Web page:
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What You Can Do To Alleviate Tax Stress

TaxesThe following is a guest post. If you are interested in submitting a guest post, please contact me.

The coming of tax season marks a spike in the stress levels of many people’s lives. Whether you’re a small business owner, part time investor, finance employee, or just a regular person, preparing your taxes efficiently and correctly is important. While it might seem that there’s just no way to combat the stress of doing your taxes, there are some ways to minimize that stress. Many professionals who have to prepare complicated tax documents and have tons of paperwork to wade through use these techniques, and even if your taxes are relatively simple, they can be beneficial for you.

Keep Organized Records Year Round

Six months before your taxes are due chances are you aren’t too focused on finding pertinent documents and working on your return. In fact, your mind is probably occupied with regular day-to-day tasks, and preparing your tax return is probably just about the lowest thing on your to-do list. However, many individuals generate a considerable amount of unnecessary stress for themselves through poor record keeping habits year round. When tax season hits, people often get organized, but the organization process can take some people hours or even a full day if records are spread out all over the place.

Instead of scrambling to get organized a few weeks before your taxes are due, try to keep very organized records year round. While all of your financial records may be necessary, keeping track of bills, credit card receipts and statements, business invoices, mileage logs, home improvement records, stock and investment records, and retirement transactions are among the most important to keep well organized according to the IRS. Keep all of these items in separate files and clearly mark them with notes you think you may need when tax season rolls around when you file them.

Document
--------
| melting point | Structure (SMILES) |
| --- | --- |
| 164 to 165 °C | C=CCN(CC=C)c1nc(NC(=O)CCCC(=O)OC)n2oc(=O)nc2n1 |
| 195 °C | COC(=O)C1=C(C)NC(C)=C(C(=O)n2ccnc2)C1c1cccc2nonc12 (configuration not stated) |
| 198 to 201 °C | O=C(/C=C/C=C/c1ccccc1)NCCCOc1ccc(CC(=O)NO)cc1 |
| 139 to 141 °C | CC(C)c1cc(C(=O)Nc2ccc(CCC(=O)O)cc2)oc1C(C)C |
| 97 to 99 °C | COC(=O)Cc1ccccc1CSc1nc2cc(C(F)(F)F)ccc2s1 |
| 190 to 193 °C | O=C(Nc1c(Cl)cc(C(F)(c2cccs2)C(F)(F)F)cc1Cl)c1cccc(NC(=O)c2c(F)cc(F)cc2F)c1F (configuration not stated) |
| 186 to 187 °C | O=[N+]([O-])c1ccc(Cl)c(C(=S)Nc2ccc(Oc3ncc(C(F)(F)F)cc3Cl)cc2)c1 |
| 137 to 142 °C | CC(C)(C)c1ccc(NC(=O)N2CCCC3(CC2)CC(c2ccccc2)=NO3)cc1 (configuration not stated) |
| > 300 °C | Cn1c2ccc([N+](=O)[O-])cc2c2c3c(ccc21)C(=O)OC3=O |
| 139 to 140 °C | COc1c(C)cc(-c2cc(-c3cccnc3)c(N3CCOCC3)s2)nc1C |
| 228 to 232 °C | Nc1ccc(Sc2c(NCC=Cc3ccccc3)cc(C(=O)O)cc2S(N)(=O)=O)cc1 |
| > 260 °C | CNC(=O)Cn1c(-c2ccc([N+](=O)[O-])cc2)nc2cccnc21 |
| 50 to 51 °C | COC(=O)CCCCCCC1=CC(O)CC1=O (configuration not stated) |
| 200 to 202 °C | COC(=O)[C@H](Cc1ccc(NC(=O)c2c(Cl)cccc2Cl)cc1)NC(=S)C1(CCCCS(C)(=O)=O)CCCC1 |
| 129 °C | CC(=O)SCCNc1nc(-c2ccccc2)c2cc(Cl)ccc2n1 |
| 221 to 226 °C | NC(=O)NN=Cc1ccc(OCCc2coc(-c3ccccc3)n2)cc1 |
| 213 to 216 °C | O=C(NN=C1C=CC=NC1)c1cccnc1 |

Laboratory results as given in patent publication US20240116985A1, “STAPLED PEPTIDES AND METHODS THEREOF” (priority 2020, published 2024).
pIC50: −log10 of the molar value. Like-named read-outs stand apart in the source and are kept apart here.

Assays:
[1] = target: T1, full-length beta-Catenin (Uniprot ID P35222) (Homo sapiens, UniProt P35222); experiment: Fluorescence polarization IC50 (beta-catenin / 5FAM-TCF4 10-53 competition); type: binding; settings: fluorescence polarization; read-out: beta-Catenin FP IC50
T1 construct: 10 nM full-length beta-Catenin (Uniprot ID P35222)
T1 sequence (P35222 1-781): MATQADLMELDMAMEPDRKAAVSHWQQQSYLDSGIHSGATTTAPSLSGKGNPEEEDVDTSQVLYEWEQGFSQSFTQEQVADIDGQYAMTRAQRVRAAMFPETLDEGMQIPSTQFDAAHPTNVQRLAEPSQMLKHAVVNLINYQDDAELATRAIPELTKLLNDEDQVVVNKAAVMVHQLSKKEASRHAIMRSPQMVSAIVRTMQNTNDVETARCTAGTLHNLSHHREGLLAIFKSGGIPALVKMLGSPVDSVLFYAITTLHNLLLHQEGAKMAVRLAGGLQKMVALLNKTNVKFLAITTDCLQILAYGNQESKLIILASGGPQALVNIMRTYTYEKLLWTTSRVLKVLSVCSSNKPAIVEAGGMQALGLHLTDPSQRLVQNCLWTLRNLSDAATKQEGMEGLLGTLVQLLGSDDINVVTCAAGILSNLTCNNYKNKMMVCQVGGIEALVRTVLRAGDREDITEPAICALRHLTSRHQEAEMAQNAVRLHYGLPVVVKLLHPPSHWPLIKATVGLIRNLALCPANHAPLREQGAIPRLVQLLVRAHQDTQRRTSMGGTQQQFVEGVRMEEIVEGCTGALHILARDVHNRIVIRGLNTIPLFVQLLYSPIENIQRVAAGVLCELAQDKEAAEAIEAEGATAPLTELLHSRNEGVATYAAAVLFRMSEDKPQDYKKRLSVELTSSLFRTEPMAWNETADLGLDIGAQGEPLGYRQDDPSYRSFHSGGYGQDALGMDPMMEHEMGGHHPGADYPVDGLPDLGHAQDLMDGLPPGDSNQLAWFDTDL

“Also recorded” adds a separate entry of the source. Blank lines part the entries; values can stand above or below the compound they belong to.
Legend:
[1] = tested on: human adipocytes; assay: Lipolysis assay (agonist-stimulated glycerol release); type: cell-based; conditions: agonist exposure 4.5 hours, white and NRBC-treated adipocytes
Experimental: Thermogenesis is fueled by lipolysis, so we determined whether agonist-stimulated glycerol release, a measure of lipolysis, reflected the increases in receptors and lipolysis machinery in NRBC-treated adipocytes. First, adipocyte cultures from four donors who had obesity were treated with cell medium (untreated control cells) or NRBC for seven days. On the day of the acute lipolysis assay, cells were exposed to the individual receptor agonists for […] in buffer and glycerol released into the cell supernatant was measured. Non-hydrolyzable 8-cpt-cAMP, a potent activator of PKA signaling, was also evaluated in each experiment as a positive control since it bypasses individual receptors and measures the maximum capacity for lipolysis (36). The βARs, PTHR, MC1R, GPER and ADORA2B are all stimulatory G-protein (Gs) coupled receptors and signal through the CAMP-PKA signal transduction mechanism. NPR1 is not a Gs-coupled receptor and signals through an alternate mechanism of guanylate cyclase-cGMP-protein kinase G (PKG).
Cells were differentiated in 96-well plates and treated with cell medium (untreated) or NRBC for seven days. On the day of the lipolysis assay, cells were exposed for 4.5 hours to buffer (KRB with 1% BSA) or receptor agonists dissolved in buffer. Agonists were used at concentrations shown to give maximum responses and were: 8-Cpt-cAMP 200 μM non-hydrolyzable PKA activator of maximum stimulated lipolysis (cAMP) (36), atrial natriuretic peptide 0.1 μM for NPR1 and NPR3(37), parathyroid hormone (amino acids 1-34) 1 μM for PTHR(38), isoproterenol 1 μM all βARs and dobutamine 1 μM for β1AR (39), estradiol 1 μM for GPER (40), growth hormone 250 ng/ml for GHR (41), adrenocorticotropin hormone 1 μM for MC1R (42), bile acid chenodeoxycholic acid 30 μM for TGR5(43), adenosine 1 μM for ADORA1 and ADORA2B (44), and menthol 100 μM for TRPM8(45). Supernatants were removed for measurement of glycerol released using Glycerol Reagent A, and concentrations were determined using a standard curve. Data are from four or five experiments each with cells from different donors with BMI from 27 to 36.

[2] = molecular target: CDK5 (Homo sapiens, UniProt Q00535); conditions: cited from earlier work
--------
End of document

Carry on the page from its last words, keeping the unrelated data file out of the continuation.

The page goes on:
Start Early

It should seem obvious that starting your taxes early can make a big difference in your overall stress level, but many people seem to wait to the last possible minute to begin preparing their taxes. If you feel like your taxes are going to be particularly complicated because of investments, rental property, or considerable write-offs, you should consider starting your taxes about a month ahead of time. That way you can work on your taxes at a relatively slow pace. If you start early, you won’t end up feeling the last minute crunch if something comes up that you didn’t plan while you’re preparing your taxes either.

Get Help

If you have a particularly complicated financial situation, getting help with your taxes might well be worth the cost. While hiring a tax professional can be beneficial and remove a lot of the stress of preparing a return yourself, that doesn’t mean you don’t have to do anything. Seeking some help from a firm like Ernst & Young may help.  Mark Weinberger has helped many individuals with his knowledge of tax law. You’ll still need to get your records prepared and in order. Remember, a tax professional may know everything about filling out tax forms, maximizing deductions and minimizing penalties, but that doesn’t mean they know everything about your financial situation. If you choose to hire a tax professional to help with your return, make sure you book your appointment at least a few weeks in advance. Even then, the person helping may tell you that filing an extension is your best bet.

Another alternative to hiring a tax professional is making an investment in quality tax software that can make the process easier and less stressful for you. You will need to pay for good tax software, and it can easily cost a few hundred dollars. However, for many people, that small investment is well worth it. You’ll also be able to use your tax software for more than one year as long as the program is supported and updated by the company, so make sure you factor that into to the cost.

 Image:Freedigitalphotos.net

About Kim Parr

Kim Parr is a private practice optometrist, freelance writer, and personal financial blogger. You can follow her journey to 20/20 financial vision at Eyes on the Dollar.

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